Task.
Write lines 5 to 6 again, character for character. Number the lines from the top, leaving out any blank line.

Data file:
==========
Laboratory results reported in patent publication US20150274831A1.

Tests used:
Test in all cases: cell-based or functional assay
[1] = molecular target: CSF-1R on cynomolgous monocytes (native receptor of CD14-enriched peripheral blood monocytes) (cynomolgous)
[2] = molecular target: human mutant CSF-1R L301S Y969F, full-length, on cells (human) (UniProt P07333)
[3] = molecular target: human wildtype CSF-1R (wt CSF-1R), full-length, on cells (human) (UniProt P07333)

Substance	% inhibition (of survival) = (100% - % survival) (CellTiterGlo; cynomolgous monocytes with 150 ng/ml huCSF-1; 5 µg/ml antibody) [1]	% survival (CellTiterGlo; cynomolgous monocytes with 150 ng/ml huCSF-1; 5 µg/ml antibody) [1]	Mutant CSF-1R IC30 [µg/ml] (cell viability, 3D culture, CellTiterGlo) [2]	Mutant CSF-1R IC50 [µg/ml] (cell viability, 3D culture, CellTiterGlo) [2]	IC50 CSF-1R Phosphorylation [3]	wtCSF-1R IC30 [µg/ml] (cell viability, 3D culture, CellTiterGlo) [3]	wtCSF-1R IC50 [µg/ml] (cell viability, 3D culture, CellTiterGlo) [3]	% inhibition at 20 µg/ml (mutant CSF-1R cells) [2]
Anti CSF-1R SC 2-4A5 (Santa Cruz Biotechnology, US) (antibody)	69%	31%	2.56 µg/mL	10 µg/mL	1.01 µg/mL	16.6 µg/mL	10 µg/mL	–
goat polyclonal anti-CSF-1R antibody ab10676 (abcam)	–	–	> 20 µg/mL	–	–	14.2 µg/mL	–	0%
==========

[2] = molecular target: human mutant CSF-1R L301S Y969F, full-length, on cells (human) (UniProt P07333)
[3] = molecular target: human wildtype CSF-1R (wt CSF-1R), full-length, on cells (human) (UniProt P07333)